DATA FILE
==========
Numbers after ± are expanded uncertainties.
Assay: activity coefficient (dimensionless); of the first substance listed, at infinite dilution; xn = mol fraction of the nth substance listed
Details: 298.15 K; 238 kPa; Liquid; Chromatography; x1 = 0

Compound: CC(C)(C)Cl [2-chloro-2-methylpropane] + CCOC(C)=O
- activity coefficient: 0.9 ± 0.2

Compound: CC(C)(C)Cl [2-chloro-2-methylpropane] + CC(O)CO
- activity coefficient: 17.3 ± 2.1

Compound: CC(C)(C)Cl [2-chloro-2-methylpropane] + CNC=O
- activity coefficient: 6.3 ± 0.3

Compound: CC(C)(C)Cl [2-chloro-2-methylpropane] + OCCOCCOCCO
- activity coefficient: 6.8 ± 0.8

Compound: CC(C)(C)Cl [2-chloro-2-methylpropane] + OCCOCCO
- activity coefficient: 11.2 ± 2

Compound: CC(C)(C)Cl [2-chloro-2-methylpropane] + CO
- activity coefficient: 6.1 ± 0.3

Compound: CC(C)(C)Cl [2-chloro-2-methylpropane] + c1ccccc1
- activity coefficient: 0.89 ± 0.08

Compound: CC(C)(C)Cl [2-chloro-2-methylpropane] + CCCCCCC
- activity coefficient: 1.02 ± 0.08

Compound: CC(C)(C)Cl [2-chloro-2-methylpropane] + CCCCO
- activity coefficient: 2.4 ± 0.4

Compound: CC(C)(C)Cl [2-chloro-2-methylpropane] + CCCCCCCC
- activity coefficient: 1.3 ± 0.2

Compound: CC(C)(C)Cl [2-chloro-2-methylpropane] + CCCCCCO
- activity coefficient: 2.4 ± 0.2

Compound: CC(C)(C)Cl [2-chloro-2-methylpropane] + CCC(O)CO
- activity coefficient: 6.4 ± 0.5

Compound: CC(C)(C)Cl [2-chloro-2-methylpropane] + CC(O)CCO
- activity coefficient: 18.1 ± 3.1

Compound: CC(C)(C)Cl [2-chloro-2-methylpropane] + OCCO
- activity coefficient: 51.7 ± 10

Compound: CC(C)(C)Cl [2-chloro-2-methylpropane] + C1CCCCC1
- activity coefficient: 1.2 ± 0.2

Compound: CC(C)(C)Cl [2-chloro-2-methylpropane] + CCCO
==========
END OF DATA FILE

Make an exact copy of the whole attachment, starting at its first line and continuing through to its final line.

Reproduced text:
Numbers after ± are expanded uncertainties.
Assay: activity coefficient (dimensionless); of the first substance listed, at infinite dilution; xn = mol fraction of the nth substance listed
Details: 298.15 K; 238 kPa; Liquid; Chromatography; x1 = 0

Compound: CC(C)(C)Cl [2-chloro-2-methylpropane] + CCOC(C)=O
- activity coefficient: 0.9 ± 0.2

Compound: CC(C)(C)Cl [2-chloro-2-methylpropane] + CC(O)CO
- activity coefficient: 17.3 ± 2.1

Compound: CC(C)(C)Cl [2-chloro-2-methylpropane] + CNC=O
- activity coefficient: 6.3 ± 0.3

Compound: CC(C)(C)Cl [2-chloro-2-methylpropane] + OCCOCCOCCO
- activity coefficient: 6.8 ± 0.8

Compound: CC(C)(C)Cl [2-chloro-2-methylpropane] + OCCOCCO
- activity coefficient: 11.2 ± 2

Compound: CC(C)(C)Cl [2-chloro-2-methylpropane] + CO
- activity coefficient: 6.1 ± 0.3

Compound: CC(C)(C)Cl [2-chloro-2-methylpropane] + c1ccccc1
- activity coefficient: 0.89 ± 0.08

Compound: CC(C)(C)Cl [2-chloro-2-methylpropane] + CCCCCCC
- activity coefficient: 1.02 ± 0.08

Compound: CC(C)(C)Cl [2-chloro-2-methylpropane] + CCCCO
- activity coefficient: 2.4 ± 0.4

Compound: CC(C)(C)Cl [2-chloro-2-methylpropane] + CCCCCCCC
- activity coefficient: 1.3 ± 0.2

Compound: CC(C)(C)Cl [2-chloro-2-methylpropane] + CCCCCCO
- activity coefficient: 2.4 ± 0.2

Compound: CC(C)(C)Cl [2-chloro-2-methylpropane] + CCC(O)CO
- activity coefficient: 6.4 ± 0.5

Compound: CC(C)(C)Cl [2-chloro-2-methylpropane] + CC(O)CCO
- activity coefficient: 18.1 ± 3.1

Compound: CC(C)(C)Cl [2-chloro-2-methylpropane] + OCCO
- activity coefficient: 51.7 ± 10

Compound: CC(C)(C)Cl [2-chloro-2-methylpropane] + C1CCCCC1
- activity coefficient: 1.2 ± 0.2

Compound: CC(C)(C)Cl [2-chloro-2-methylpropane] + CCCO